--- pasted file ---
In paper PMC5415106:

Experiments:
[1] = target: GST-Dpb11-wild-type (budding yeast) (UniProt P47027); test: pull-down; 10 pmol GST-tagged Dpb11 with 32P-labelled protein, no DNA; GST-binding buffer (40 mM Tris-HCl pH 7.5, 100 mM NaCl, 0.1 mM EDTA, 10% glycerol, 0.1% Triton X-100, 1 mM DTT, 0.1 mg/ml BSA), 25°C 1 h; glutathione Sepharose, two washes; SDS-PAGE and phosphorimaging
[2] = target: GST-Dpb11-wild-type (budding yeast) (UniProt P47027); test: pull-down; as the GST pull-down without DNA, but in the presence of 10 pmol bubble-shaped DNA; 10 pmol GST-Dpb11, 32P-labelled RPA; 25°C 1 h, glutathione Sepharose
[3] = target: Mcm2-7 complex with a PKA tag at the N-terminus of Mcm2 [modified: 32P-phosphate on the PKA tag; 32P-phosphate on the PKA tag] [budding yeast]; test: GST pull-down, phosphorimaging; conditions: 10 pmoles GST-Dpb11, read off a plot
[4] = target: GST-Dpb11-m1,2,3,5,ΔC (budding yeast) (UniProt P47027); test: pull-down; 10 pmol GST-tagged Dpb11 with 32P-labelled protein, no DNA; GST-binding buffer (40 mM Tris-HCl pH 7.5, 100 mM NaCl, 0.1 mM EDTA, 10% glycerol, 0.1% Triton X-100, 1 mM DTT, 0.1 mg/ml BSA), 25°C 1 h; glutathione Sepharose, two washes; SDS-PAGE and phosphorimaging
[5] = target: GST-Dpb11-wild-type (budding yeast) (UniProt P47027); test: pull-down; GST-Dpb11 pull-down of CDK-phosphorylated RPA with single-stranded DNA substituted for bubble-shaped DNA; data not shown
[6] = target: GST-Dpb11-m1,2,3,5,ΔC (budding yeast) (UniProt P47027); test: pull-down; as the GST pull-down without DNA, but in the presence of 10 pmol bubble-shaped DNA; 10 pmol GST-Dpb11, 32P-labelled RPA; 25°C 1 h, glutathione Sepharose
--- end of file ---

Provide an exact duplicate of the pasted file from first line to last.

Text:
In paper PMC5415106:

Experiments:
[1] = target: GST-Dpb11-wild-type (budding yeast) (UniProt P47027); test: pull-down; 10 pmol GST-tagged Dpb11 with 32P-labelled protein, no DNA; GST-binding buffer (40 mM Tris-HCl pH 7.5, 100 mM NaCl, 0.1 mM EDTA, 10% glycerol, 0.1% Triton X-100, 1 mM DTT, 0.1 mg/ml BSA), 25°C 1 h; glutathione Sepharose, two washes; SDS-PAGE and phosphorimaging
[2] = target: GST-Dpb11-wild-type (budding yeast) (UniProt P47027); test: pull-down; as the GST pull-down without DNA, but in the presence of 10 pmol bubble-shaped DNA; 10 pmol GST-Dpb11, 32P-labelled RPA; 25°C 1 h, glutathione Sepharose
[3] = target: Mcm2-7 complex with a PKA tag at the N-terminus of Mcm2 [modified: 32P-phosphate on the PKA tag; 32P-phosphate on the PKA tag] [budding yeast]; test: GST pull-down, phosphorimaging; conditions: 10 pmoles GST-Dpb11, read off a plot
[4] = target: GST-Dpb11-m1,2,3,5,ΔC (budding yeast) (UniProt P47027); test: pull-down; 10 pmol GST-tagged Dpb11 with 32P-labelled protein, no DNA; GST-binding buffer (40 mM Tris-HCl pH 7.5, 100 mM NaCl, 0.1 mM EDTA, 10% glycerol, 0.1% Triton X-100, 1 mM DTT, 0.1 mg/ml BSA), 25°C 1 h; glutathione Sepharose, two washes; SDS-PAGE and phosphorimaging
[5] = target: GST-Dpb11-wild-type (budding yeast) (UniProt P47027); test: pull-down; GST-Dpb11 pull-down of CDK-phosphorylated RPA with single-stranded DNA substituted for bubble-shaped DNA; data not shown
[6] = target: GST-Dpb11-m1,2,3,5,ΔC (budding yeast) (UniProt P47027); test: pull-down; as the GST pull-down without DNA, but in the presence of 10 pmol bubble-shaped DNA; 10 pmol GST-Dpb11, 32P-labelled RPA; 25°C 1 h, glutathione Sepharose